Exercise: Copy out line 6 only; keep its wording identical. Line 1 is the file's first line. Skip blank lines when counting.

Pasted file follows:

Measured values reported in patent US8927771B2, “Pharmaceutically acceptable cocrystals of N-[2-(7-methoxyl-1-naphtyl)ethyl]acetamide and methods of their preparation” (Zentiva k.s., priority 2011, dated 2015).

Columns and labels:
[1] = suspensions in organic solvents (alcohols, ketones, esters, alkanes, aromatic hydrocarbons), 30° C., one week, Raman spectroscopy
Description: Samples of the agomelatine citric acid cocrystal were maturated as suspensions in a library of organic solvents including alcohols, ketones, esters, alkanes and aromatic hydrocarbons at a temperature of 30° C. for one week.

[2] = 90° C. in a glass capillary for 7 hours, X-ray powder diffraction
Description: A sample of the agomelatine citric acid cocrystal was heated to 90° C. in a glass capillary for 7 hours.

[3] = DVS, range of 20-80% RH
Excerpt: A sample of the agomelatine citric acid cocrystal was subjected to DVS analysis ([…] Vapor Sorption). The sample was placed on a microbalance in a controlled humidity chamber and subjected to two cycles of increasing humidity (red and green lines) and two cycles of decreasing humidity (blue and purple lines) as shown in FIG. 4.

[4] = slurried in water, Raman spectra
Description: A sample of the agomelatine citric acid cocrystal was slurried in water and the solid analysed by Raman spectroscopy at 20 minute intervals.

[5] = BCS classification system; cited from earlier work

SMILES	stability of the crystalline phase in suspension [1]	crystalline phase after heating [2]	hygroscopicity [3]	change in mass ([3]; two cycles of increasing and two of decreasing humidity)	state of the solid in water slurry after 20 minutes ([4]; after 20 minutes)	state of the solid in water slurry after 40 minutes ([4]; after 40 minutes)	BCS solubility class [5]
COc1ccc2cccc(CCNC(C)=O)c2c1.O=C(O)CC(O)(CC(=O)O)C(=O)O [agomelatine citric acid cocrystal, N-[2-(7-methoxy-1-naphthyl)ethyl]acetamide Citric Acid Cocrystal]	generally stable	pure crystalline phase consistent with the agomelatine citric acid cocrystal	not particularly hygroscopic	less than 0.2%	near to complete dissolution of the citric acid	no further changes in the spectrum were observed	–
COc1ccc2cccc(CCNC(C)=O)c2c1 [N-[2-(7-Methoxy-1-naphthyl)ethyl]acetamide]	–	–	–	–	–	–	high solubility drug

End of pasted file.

Description: A sample of the agomelatine citric acid cocrystal was heated to 90° C. in a glass capillary for 7 hours.